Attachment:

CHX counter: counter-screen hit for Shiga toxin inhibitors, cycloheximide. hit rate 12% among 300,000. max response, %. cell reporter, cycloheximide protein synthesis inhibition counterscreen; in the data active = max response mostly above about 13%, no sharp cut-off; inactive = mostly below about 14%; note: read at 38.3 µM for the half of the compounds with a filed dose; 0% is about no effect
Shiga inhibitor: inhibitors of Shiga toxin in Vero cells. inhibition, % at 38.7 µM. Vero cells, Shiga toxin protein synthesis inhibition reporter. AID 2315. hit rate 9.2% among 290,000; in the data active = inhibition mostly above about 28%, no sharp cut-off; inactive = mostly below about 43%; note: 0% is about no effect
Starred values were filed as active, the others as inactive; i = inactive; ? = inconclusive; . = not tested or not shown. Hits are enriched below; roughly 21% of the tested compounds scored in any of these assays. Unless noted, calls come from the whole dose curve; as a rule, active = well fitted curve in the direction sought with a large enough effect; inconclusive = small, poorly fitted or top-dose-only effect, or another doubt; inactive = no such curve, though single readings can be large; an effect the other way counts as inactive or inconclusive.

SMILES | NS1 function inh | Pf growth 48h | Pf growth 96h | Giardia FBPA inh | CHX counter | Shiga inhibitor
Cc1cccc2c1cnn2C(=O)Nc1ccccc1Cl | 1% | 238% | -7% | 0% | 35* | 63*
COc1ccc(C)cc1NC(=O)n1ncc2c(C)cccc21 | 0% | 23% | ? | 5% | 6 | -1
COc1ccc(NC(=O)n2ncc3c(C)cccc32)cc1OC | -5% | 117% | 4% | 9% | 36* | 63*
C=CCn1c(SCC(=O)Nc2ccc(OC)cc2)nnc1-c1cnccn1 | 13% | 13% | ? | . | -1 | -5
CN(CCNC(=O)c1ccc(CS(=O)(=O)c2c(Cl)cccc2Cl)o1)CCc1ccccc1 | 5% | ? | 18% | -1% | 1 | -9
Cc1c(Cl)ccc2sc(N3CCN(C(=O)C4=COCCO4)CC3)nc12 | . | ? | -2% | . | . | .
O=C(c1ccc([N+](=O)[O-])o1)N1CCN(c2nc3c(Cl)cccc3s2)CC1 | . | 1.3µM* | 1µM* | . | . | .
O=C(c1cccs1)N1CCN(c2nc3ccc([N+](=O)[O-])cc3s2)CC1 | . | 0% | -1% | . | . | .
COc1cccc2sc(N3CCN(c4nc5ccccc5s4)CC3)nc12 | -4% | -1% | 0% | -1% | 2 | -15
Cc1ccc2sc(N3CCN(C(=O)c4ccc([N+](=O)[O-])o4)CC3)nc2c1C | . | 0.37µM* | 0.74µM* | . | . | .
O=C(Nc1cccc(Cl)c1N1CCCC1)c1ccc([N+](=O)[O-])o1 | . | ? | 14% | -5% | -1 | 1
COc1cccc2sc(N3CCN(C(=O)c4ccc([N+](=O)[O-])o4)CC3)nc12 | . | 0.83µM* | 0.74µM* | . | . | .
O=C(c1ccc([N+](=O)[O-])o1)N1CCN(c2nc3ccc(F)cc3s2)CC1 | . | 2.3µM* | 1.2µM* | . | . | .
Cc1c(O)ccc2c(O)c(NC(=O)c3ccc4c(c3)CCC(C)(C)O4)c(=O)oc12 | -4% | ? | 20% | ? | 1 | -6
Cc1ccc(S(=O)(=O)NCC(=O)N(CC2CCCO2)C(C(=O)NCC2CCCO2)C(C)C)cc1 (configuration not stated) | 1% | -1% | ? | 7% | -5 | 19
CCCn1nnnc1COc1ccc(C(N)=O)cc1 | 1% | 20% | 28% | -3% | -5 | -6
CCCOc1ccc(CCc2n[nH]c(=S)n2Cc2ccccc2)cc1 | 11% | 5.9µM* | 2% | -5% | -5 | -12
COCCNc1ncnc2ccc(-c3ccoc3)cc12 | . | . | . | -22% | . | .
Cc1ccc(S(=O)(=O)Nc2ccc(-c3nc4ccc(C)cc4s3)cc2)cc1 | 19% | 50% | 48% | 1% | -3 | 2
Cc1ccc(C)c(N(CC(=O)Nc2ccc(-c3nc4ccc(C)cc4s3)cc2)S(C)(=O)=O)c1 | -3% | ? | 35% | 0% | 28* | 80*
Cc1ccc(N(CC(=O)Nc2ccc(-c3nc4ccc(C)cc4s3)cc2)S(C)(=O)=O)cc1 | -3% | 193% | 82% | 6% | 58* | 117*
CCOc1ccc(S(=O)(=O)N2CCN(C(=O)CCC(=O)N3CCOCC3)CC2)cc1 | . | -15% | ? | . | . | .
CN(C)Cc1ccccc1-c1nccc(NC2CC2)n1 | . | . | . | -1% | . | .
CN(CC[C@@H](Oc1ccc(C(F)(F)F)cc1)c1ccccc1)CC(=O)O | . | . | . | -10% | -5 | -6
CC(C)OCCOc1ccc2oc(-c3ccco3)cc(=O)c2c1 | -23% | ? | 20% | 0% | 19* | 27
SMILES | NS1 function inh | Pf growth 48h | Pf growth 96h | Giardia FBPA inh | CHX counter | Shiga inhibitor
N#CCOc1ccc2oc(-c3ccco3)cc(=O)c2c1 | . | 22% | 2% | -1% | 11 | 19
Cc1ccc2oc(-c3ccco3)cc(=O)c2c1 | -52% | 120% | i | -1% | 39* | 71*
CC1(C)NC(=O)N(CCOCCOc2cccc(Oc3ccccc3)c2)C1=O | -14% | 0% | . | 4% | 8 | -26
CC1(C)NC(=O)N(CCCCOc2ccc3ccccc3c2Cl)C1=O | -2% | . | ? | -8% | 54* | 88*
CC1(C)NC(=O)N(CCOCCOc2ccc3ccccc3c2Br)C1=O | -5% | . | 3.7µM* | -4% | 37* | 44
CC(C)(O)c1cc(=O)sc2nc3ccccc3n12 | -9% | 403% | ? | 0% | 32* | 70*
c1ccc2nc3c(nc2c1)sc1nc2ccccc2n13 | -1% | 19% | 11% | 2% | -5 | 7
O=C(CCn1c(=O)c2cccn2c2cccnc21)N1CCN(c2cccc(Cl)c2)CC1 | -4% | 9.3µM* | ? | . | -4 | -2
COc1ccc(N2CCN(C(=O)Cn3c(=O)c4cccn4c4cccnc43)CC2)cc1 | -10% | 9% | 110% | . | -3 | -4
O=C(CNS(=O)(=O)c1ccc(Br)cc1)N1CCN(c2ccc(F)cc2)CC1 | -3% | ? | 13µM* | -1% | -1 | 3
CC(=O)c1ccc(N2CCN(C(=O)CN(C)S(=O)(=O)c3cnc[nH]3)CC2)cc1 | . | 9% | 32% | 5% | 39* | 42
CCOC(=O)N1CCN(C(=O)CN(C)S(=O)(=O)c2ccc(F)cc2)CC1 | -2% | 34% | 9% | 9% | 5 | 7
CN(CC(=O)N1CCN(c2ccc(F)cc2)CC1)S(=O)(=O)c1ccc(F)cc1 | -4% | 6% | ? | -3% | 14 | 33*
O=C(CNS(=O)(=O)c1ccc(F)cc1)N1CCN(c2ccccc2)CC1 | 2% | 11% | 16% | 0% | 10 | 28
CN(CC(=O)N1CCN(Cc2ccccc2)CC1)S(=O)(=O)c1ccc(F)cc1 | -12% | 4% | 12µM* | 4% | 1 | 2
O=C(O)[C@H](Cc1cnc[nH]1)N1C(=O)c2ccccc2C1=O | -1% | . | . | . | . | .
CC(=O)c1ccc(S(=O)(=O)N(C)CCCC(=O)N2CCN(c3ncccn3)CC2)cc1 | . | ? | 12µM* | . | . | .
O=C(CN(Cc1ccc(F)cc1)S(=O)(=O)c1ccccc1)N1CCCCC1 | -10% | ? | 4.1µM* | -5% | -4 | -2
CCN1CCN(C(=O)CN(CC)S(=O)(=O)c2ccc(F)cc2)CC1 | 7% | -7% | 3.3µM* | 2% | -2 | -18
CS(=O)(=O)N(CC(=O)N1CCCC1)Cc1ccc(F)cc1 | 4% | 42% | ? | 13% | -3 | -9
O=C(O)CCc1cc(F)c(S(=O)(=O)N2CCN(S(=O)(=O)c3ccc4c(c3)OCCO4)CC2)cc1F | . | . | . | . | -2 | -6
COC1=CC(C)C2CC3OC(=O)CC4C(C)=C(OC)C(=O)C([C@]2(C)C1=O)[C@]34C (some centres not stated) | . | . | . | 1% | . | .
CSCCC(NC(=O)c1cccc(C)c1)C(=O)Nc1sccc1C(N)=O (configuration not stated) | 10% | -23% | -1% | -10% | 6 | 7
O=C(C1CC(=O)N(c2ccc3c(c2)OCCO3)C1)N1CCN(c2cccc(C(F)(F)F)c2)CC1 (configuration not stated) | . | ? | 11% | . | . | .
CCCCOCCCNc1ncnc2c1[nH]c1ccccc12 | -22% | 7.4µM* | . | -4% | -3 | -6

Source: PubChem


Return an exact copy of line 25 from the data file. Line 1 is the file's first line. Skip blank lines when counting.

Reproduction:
Cc1ccc(N(CC(=O)Nc2ccc(-c3nc4ccc(C)cc4s3)cc2)S(C)(=O)=O)cc1 | -3% | 193% | 82% | 6% | 58* | 117*